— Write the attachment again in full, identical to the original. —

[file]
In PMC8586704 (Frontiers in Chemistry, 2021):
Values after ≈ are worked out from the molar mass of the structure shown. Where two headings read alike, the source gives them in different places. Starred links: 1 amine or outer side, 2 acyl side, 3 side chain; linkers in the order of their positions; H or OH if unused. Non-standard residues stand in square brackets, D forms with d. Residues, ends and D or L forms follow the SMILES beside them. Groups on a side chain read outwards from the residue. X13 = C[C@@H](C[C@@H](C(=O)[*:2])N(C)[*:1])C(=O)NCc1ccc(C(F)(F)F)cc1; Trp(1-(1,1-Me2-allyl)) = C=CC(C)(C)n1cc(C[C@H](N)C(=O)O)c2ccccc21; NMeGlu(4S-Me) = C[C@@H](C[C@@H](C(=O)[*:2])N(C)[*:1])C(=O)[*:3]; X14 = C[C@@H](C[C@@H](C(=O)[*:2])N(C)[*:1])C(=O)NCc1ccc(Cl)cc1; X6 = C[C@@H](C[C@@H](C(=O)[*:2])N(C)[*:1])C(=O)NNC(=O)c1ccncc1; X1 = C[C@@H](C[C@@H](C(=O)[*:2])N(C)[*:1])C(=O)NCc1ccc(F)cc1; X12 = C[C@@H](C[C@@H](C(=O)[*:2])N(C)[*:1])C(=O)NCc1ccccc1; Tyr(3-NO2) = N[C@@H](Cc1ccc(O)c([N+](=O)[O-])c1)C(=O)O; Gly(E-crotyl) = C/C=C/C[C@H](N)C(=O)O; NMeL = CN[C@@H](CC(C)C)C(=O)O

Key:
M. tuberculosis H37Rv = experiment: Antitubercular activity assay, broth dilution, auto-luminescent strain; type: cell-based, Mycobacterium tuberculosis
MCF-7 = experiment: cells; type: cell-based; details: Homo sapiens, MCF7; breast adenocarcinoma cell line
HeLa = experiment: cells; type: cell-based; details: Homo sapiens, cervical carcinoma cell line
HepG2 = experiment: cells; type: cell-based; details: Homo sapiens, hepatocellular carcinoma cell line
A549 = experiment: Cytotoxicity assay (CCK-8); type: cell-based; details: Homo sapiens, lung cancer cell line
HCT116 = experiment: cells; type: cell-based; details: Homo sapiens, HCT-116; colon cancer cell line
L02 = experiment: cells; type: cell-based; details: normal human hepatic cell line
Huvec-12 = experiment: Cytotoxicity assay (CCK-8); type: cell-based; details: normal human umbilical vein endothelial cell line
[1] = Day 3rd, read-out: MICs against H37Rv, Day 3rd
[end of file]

In PMC8586704 (Frontiers in Chemistry, 2021):
Values after ≈ are worked out from the molar mass of the structure shown. Where two headings read alike, the source gives them in different places. Starred links: 1 amine or outer side, 2 acyl side, 3 side chain; linkers in the order of their positions; H or OH if unused. Non-standard residues stand in square brackets, D forms with d. Residues, ends and D or L forms follow the SMILES beside them. Groups on a side chain read outwards from the residue. X13 = C[C@@H](C[C@@H](C(=O)[*:2])N(C)[*:1])C(=O)NCc1ccc(C(F)(F)F)cc1; Trp(1-(1,1-Me2-allyl)) = C=CC(C)(C)n1cc(C[C@H](N)C(=O)O)c2ccccc21; NMeGlu(4S-Me) = C[C@@H](C[C@@H](C(=O)[*:2])N(C)[*:1])C(=O)[*:3]; X14 = C[C@@H](C[C@@H](C(=O)[*:2])N(C)[*:1])C(=O)NCc1ccc(Cl)cc1; X6 = C[C@@H](C[C@@H](C(=O)[*:2])N(C)[*:1])C(=O)NNC(=O)c1ccncc1; X1 = C[C@@H](C[C@@H](C(=O)[*:2])N(C)[*:1])C(=O)NCc1ccc(F)cc1; X12 = C[C@@H](C[C@@H](C(=O)[*:2])N(C)[*:1])C(=O)NCc1ccccc1; Tyr(3-NO2) = N[C@@H](Cc1ccc(O)c([N+](=O)[O-])c1)C(=O)O; Gly(E-crotyl) = C/C=C/C[C@H](N)C(=O)O; NMeL = CN[C@@H](CC(C)C)C(=O)O

Key:
M. tuberculosis H37Rv = experiment: Antitubercular activity assay, broth dilution, auto-luminescent strain; type: cell-based, Mycobacterium tuberculosis
MCF-7 = experiment: cells; type: cell-based; details: Homo sapiens, MCF7; breast adenocarcinoma cell line
HeLa = experiment: cells; type: cell-based; details: Homo sapiens, cervical carcinoma cell line
HepG2 = experiment: cells; type: cell-based; details: Homo sapiens, hepatocellular carcinoma cell line
A549 = experiment: Cytotoxicity assay (CCK-8); type: cell-based; details: Homo sapiens, lung cancer cell line
HCT116 = experiment: cells; type: cell-based; details: Homo sapiens, HCT-116; colon cancer cell line
L02 = experiment: cells; type: cell-based; details: normal human hepatic cell line
Huvec-12 = experiment: Cytotoxicity assay (CCK-8); type: cell-based; details: normal human umbilical vein endothelial cell line
[1] = Day 3rd, read-out: MICs against H37Rv, Day 3rd